Horror fans are always hungry for something new. Old or young we are always on the lookout for that next film that will excite and scare the fuck out of us. When there is a bad drought of horror, we can feel like animal waiting for its next kill.

Horror appeals to the primal primate in ourselves. We want blood, gruesome death, and to even feel nauseous. I hate roller coasters but I get their appeal.

Horror is that for me I will see some really horrible films if there slight percentage it’ll give me that fix. I fucking saw Ouija out of desperation. It was atrocious. Maybe one of the worst horror films I’ve ever seen, because I couldn’t watch past 15 minutes of it.

Now, I am still waiting to see It Follows and I was let down the 3rd act of Babadook, but when I saw the preview of Unfriended I was pretty stoked. I love a good premise, especially in horror. Where Babadook was more of an art film which got goofy at times and sacrificed scares for symbolism, Unfriended was a simple but yet intriguing premise to me. I have a love hate relationship with social media. I think it’s an amazing phenomenon that is starting to feel like a normal part of our lives. Unfriended took this simplicity and used amazing realism and minimalism to create a really cool horror film.

While I am not gonna say this the most important horror film in years or it’s a masterpiece, I am going to say this was a good and important film for the genre. It also showed how found footage has a place in storytelling, but for it to be effective it has to free. Unfriended greatest strengths was its realism. It really showed how people act on the internet, with realistic self-centered teens pausing and thinking what to write next. It’s real-time affect didn’t become boring because the tension kept building in the first and second act.

These kids seem like millennial assholes but we see ourselves in them. We see how social media affects our relationships and how we view are online identities. And like a good horror film there are themes of sin and retribution serves to us like a tasty burger and fries. This is not a gourmet meal but god damn tastes good. Unfriended finds the balance of making us relate to the characters, mirroring our own faults, while still wanting to see them die.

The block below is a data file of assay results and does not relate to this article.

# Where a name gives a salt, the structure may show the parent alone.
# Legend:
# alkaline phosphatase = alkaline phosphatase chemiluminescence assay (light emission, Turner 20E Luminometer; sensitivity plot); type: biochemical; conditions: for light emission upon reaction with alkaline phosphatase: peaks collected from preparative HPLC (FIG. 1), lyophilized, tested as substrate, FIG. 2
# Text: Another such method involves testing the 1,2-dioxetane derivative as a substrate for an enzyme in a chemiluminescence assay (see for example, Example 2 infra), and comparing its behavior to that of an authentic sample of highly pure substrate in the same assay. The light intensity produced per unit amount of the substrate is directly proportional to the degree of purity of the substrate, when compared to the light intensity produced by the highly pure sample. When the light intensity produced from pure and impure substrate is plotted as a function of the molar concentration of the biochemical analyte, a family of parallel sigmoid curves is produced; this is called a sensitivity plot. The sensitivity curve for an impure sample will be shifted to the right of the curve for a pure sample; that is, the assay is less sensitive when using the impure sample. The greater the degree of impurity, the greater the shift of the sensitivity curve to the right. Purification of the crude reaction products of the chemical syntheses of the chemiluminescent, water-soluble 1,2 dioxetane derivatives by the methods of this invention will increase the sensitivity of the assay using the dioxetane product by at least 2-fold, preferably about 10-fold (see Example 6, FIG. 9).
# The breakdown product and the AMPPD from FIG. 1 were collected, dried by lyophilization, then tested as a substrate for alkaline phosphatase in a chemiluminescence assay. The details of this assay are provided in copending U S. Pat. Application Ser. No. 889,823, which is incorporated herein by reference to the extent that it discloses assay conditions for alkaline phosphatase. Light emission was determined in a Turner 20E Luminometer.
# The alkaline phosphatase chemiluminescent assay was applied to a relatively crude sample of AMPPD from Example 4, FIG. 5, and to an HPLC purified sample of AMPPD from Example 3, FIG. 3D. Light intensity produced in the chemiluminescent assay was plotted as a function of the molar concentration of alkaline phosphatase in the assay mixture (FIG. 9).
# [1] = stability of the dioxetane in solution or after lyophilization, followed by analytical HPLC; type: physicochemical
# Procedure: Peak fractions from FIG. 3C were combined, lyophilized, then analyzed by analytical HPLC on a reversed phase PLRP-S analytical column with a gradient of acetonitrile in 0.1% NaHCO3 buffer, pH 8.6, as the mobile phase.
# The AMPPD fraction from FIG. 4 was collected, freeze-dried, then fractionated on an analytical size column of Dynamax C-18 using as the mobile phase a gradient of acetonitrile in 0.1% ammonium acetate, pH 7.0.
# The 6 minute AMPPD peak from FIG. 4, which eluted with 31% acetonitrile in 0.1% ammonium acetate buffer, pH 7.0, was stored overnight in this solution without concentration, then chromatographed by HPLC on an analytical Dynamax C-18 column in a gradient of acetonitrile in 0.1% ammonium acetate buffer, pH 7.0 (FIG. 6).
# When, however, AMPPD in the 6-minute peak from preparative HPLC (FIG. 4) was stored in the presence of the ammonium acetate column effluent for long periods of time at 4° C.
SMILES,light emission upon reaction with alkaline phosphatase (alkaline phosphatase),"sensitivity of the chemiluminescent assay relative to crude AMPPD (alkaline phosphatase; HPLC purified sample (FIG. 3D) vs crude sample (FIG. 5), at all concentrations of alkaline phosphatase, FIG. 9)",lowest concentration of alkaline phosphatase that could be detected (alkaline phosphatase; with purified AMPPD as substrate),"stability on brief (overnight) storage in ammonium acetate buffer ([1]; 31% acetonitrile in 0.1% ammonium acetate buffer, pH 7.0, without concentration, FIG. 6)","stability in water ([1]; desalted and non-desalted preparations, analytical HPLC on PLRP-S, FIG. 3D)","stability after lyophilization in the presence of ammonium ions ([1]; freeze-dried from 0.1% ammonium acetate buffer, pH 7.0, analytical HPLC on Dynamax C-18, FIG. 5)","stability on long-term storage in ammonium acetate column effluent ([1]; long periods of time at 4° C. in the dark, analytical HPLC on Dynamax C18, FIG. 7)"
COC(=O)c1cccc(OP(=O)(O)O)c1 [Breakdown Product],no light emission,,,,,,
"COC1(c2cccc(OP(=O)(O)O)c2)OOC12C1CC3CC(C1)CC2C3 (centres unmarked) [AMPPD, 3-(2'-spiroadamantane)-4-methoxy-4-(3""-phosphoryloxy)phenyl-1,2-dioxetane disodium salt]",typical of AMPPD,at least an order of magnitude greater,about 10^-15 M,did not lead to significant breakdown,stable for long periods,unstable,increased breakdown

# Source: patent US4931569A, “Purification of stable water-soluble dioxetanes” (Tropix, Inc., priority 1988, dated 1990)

It also has some fun post-modern moments without losing the viewer. Not to give anything away but there are some clever moments when a song plays from a characters iTunes account similar to scenes in non-found footage films.

Overall this was a solid and pretty good horror film. I would have preferred a little more from the ending. I liked it but they could have driven it home more.

It was really fun seeing it in the theater and there were some good gore and solid tension from beginning to end. The biggest strength is just seeing a film that involves only a computer screen with Facebook, Google Searches, Skype, and YouTube as the only storytelling and scene devices. It’s a simple but amazing magic trick, but more importantly it echoes how we spend most nights.

It makes you wonder when the credits roll if you’re next.

Christoph Paul is an author 6 books including humor, horror, bizarro, non-fiction, and poetry

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